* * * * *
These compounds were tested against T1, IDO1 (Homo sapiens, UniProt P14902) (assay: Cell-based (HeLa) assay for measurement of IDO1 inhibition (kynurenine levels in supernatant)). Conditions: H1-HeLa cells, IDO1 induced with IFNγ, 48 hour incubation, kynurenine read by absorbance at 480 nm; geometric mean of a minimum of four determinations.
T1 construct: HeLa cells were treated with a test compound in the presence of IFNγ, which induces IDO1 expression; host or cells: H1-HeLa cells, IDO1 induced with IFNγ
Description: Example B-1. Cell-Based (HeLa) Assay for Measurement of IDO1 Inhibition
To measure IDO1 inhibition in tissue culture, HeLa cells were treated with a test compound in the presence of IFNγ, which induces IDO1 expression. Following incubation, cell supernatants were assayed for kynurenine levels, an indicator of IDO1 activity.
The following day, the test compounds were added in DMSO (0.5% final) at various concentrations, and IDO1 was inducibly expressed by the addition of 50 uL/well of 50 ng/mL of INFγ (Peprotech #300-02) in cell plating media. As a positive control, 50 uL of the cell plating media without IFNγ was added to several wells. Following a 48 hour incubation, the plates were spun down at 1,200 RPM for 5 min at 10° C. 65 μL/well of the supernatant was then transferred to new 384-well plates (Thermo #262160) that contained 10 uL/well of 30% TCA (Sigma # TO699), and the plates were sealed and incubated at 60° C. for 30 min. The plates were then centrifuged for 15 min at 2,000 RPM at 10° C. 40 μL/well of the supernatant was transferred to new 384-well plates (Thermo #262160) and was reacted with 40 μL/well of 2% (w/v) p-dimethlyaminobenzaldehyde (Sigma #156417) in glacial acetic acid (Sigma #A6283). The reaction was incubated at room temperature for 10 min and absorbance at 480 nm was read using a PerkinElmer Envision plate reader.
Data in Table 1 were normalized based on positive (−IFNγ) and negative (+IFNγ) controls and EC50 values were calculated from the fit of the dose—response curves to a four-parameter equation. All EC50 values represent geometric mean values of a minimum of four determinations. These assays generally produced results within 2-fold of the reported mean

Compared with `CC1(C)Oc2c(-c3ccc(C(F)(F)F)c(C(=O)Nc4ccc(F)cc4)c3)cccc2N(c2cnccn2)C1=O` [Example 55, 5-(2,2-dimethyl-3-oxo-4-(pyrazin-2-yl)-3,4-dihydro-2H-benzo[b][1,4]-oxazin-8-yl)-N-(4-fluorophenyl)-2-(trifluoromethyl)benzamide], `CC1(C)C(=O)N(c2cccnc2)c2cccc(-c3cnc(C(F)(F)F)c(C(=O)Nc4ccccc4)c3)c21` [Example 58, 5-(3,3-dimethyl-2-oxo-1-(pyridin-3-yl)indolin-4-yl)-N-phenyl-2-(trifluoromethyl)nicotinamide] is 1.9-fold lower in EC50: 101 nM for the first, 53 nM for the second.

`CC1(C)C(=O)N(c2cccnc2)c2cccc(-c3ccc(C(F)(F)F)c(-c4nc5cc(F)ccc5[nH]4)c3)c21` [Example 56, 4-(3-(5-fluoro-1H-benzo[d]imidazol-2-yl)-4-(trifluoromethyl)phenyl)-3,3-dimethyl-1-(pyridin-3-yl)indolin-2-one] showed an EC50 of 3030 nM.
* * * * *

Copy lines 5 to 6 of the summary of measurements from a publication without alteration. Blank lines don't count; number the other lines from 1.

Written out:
The following day, the test compounds were added in DMSO (0.5% final) at various concentrations, and IDO1 was inducibly expressed by the addition of 50 uL/well of 50 ng/mL of INFγ (Peprotech #300-02) in cell plating media. As a positive control, 50 uL of the cell plating media without IFNγ was added to several wells. Following a 48 hour incubation, the plates were spun down at 1,200 RPM for 5 min at 10° C. 65 μL/well of the supernatant was then transferred to new 384-well plates (Thermo #262160) that contained 10 uL/well of 30% TCA (Sigma # TO699), and the plates were sealed and incubated at 60° C. for 30 min. The plates were then centrifuged for 15 min at 2,000 RPM at 10° C. 40 μL/well of the supernatant was transferred to new 384-well plates (Thermo #262160) and was reacted with 40 μL/well of 2% (w/v) p-dimethlyaminobenzaldehyde (Sigma #156417) in glacial acetic acid (Sigma #A6283). The reaction was incubated at room temperature for 10 min and absorbance at 480 nm was read using a PerkinElmer Envision plate reader.
Data in Table 1 were normalized based on positive (−IFNγ) and negative (+IFNγ) controls and EC50 values were calculated from the fit of the dose—response curves to a four-parameter equation. All EC50 values represent geometric mean values of a minimum of four determinations. These assays generally produced results within 2-fold of the reported mean